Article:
Jenn's Reviews > One Step Behind

One Step Behind by Henning Mankell
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May 27, 10

bookshelves: fiction, mystery, novel, read-2010
Read in May, 2010

** spoiler alert ** Another Wallander, another mystery solved.

As I'd read "Firewall" first among the Wallander books, I knew that -- somewhere along the way -- Det. Svedberg had to die. I wasn't sure how it would happen, though, and I didn't anticipate at all the way that it unfolded here.

Kurt Wallander is (once again) caught between two major mysteries: the disappearance of three young people on Midsummer's Eve, and the murder of his colleague, Karl Evert Svedberg, in his apartment. When he finds a photo of the missing young people hidden in Svedberg's apartment, he realizes the cases must be connected -- and that it was Svedberg's interest in the case that ultimately led to his death. (Will Wallander meet the same fate, yada yada).

So in the last book I read, Wallander spent a bunch of time out of Sweden, and I thought that led to a lot of nice character evocation that's not always present. I'll go ahead and say that this book, published five books after The Dogs of Riga, does some excellent character development without sending Wallander any further away than Cophenhagen (and then only for an evening). How? Well, there's all kinds of lovely/tricky/awkward internal and personal conflicts throughout this book. The kids who go missing love to dress up in costumes to transport themselves back in time. How do you feel about that, Wallander? One of the survivors tries to kill herself, and Wallander saves her in a manner similar to his rescue of his own daughter. How do you feel about that, Wallander? His dead colleague told others that he considered Wallander his best friend, but it becomes clear that Wallander knows almost nothing about the man. How do you feel about that, Wallander? Your doctor says you have diabetes. Your ex-wife is getting remarried. Your father's house is about to be sold. How do you feel about that, Wallander?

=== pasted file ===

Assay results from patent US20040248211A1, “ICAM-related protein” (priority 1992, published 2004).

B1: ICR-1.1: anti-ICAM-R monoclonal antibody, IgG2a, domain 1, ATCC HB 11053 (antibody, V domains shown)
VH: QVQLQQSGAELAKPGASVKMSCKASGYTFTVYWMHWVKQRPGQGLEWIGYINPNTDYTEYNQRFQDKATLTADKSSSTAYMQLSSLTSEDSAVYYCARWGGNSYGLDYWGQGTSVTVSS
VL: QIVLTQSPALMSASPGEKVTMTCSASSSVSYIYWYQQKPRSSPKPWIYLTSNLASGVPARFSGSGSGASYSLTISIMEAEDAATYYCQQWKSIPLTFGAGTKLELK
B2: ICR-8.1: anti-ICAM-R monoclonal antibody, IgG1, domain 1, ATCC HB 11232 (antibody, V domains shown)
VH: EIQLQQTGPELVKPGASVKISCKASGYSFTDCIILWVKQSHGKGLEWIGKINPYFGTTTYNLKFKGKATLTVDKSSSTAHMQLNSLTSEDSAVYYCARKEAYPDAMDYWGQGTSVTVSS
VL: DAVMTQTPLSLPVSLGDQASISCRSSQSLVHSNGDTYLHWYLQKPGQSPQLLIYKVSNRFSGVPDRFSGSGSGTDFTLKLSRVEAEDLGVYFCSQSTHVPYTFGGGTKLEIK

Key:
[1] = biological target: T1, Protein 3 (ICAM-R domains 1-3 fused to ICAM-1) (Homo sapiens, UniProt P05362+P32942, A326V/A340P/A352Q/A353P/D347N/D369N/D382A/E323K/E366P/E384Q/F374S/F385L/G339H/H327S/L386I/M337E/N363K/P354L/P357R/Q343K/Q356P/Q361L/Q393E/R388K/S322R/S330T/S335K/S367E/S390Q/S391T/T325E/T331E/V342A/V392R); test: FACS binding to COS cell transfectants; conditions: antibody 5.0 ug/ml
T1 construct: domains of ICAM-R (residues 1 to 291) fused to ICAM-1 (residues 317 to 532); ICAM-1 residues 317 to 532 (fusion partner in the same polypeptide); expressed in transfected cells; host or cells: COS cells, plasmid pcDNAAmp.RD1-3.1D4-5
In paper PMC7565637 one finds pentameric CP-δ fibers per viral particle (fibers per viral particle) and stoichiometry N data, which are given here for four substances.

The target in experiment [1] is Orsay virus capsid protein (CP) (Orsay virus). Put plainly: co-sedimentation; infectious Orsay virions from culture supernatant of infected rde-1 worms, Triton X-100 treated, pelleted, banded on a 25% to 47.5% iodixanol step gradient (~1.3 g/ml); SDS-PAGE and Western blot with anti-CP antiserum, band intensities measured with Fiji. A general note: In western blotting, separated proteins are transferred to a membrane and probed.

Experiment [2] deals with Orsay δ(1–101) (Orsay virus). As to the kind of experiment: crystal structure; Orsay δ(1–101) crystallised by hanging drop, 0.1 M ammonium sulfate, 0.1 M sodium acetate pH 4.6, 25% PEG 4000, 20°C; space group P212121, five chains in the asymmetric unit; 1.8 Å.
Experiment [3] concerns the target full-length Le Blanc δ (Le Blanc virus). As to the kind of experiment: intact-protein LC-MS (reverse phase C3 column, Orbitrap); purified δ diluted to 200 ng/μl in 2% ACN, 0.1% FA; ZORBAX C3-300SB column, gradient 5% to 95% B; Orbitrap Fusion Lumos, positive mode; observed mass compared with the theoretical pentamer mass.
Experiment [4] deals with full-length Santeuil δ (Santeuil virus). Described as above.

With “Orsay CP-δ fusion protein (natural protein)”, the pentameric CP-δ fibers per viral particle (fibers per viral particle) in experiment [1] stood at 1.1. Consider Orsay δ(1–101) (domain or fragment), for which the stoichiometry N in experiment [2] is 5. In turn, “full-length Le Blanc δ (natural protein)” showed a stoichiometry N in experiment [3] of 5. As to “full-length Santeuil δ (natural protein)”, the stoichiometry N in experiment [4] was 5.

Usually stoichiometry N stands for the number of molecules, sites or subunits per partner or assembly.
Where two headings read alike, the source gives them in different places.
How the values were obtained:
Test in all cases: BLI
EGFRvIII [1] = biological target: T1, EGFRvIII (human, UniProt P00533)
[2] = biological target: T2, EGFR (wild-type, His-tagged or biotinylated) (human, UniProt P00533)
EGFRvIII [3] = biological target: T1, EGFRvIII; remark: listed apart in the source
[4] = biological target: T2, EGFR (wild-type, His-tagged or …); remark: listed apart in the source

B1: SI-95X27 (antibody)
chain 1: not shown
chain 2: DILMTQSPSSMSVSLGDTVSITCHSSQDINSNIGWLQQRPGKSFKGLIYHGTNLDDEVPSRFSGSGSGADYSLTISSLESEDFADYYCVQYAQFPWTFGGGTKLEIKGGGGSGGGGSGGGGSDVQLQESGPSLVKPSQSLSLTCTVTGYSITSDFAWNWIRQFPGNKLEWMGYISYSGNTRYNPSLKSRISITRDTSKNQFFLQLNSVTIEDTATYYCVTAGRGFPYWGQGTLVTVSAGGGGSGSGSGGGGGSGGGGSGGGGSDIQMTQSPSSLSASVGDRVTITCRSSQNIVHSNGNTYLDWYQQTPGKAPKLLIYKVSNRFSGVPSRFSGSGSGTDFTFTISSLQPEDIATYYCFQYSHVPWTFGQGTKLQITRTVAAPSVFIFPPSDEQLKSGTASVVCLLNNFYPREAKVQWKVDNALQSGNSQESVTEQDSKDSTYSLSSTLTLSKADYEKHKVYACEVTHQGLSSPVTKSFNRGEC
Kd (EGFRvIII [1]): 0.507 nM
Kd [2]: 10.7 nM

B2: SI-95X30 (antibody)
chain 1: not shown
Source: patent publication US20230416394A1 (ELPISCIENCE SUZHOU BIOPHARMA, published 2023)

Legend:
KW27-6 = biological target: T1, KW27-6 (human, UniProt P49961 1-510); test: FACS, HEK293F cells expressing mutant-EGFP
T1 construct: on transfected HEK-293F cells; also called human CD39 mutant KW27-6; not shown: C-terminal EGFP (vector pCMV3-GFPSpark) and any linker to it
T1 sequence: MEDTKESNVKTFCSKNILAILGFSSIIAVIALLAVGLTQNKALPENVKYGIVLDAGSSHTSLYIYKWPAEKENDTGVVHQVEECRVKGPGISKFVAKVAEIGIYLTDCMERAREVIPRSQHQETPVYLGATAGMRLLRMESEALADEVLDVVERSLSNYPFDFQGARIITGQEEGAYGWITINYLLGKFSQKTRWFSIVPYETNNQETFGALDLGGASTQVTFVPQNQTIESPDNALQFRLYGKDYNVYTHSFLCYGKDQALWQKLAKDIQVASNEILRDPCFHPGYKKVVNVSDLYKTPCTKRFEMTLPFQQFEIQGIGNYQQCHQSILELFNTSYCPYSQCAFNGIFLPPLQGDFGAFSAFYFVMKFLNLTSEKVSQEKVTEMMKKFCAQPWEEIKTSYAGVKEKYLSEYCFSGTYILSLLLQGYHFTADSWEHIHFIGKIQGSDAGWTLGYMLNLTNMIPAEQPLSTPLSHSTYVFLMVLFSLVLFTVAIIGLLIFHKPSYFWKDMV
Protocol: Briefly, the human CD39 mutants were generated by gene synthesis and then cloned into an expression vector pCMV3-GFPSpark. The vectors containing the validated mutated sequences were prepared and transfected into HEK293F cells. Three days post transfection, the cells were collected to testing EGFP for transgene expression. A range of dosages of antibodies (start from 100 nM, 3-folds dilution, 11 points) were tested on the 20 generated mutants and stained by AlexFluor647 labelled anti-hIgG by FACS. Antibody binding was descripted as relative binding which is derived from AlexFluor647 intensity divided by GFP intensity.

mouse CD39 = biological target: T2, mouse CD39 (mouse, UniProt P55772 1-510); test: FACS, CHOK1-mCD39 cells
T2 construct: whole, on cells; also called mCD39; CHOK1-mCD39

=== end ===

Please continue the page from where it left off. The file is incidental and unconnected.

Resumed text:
What I'm saying, I guess, is that I still think the strength of this series lies in Mankell's dogged pursuit of revelation of character. These questions come up, but not just as plot points to be ignored/discarded. They're actually answered by the character. It's what keeps me reading about this guy -- he shows an ability to change, and a fear of doing it, that I find more mysterious and fascinating than all the gruesome crime sprees in all of Sweden.
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